Editor’s Note: Thanksgiving traces its origins to a not-so-easy and temporary alliance between 17th-century English settlers and members of the Confederacy of Vampanage. This year, Eater chooses to acknowledge this history in our holiday coverage.

Despite being a professional chef, my ego is not too fragile to get some help from packaged food. Timing is everything in the kitchen, whether it is at home or at work, and as someone who lives a busy life and also happens to cook for a family of five, I have found that sometimes the easy way is also the most delicious and satisfying. To be honest: one of my most popular recipes at home is “Daddy Rice,” which is simply rice made in a rice cooker with farm seasoning powder.

A green bean stew is another one of those dishes that gets some help from packaged food: false By Campbell’s in 1955, its basic ingredient is the company’s mushroom cream soup. This is a recipe I have a long history with: When I was growing up, it was the dish my mom and dad brought to my grandmother for Thanksgiving every year. As a kid, I never doubted the recipe; It was just an integral part of Thanksgiving. But when I grew up and became a chef, I started asking Why It was a Thanksgiving commodity. The green bean season, after all, is long gone until the end of November rolls around.

Maybe it was nice marketing from the people at Campbell’s. Anyway, I did not hesitate to turn to packaged food for help when I decided to make my own version of the recipe – though not Campbell’s mushroom soup.

Instead I used Dashi powder, which adds wonderful depth and saltiness, removes the umami notes of the dish and complements the taste of the mushrooms. Here I use shiitakes, which I like because of their umami and aromatic notes of the forest floor, and roux made of half and half. White miso contributes a hint of sweetness, and bridges the gap between the cream and dashi. Then, of course, there are the fried shallots. You can always make your own, but I prefer to shop in the store to save time – but one way or another, they give the dish its signature, awful.

The dish is a great example of high / low impact cooking that I practice, meaning the dish has a high impact on who enjoys it and a low impact on who prepares it. And its use of packaged food makes it part of an essentially American cuisine, one that has evolved with the greater availability of products from a wide variety of cultures. However, it is good to remember that less is more with packaged food, and it is best to choose when to use them as your secret weapon. There are periods that require 100 percent cooking from scratch. Then there are others, like the green bean stew, where you can get a little creative.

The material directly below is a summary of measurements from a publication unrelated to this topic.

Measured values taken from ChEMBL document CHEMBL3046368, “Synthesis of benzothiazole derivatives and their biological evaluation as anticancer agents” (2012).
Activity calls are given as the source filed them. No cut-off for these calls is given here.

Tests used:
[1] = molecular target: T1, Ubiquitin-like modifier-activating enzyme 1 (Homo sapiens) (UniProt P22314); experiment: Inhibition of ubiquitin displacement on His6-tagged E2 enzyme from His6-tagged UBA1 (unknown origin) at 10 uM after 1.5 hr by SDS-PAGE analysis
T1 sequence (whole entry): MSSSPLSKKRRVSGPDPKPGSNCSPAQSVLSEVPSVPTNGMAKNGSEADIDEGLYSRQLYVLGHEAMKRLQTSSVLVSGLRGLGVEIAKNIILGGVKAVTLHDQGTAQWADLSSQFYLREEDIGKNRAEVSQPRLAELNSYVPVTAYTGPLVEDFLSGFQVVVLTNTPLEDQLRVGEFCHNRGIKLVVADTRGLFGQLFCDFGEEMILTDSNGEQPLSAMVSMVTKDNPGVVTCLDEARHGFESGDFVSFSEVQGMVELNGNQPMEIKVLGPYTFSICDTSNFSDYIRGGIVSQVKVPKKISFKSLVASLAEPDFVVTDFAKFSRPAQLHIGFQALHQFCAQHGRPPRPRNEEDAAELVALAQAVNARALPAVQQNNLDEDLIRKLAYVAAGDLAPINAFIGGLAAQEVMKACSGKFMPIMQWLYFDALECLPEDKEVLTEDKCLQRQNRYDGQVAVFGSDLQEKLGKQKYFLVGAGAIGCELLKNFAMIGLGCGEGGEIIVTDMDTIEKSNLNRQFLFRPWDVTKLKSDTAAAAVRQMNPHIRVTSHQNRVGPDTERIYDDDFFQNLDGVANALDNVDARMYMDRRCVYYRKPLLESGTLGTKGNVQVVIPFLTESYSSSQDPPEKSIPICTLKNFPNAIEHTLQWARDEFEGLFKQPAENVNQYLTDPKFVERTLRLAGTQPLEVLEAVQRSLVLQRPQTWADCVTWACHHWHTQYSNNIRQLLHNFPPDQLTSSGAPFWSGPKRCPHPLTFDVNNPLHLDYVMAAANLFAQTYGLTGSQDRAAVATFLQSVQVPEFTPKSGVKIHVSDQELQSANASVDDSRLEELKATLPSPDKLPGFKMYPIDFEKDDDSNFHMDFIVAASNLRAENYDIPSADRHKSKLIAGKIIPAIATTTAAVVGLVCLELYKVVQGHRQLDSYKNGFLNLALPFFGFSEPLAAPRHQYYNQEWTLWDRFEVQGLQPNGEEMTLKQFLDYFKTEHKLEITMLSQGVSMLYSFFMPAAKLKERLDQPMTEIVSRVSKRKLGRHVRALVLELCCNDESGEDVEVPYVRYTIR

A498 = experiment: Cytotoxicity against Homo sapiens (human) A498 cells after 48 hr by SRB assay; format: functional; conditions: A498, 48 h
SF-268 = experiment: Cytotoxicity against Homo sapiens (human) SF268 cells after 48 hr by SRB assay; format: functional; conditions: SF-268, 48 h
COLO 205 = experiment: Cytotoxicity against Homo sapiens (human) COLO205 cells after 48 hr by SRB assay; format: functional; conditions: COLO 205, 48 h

Green bean dashi stew

Serves 6 to 8

Component:

1 kilo of fresh green beans, chopped and cut sideways
2 tablespoons butter without salt
8 ounces of shiitake mushrooms, discarded stems, sliced ​​hats
1 yellow onion, thinly sliced
3 cloves garlic, chopped
2 tablespoons white miso
1 cup water
2 tablespoons instant dashi soup powder
2 tablespoons soy sauce
2 teaspoons srircha
2 tablespoons flour for each purpose
1 cup half half
¼ A slice of sliced ​​green onion
½ A glass of fried shallots purchased
Salt for tasting

Instructions:

Level 1: Preheat the oven to 400 degrees. Fill a medium bowl with ice water and set aside.

level2: Bring a large pot of water to a boil. Add the green beans and cook until light and crispy green, 3-4 minutes. Strain and put the green beans in the ice water to stop cooking.

Step 3: Melt the butter in a 12-inch cast iron skillet (my favorite pan is Finex) over medium heat. Add the mushrooms, onion and garlic and cook, stirring frequently with a wooden spoon, until the onion softens and the mushrooms are fragrant, 4-5 minutes.

Step 4: Place the miso in a small bowl. Slowly add the 1 cup of water, stirring constantly until the melt melts. set aside.

Step 4: Add the mixture of the lapel soup, soy sauce and sriracha to the pan and cook, stirring constantly, for one minute to combine the flavors. Sprinkle with flour and cook for a minute, scraping the bottom with a wooden spoon. Add the water with the miso and the half and half and whisk to combine. Bring to a boil, stirring frequently until the sauce thickens, 6-8 minutes.

Step 5: Add the green beans to the sauce in the pan and stir to combine. Season with salt to taste. Bake until the sauce is hot and bubbling, about 15-20 minutes. Remove from the heat and sprinkle over the green onions and fried shallots. Serve immediately.

Chef Gabriel Rucker is the two-time chef who won the James Byrd Award and co-owner of La Yona and Knard In Portland, Oregon. Known for his creativity in the kitchen, he can be found at @ruckergabriel.
Dina Avila He is a photographer in Portland, Oregon.
Recipe tested and designed by Ivy Manning

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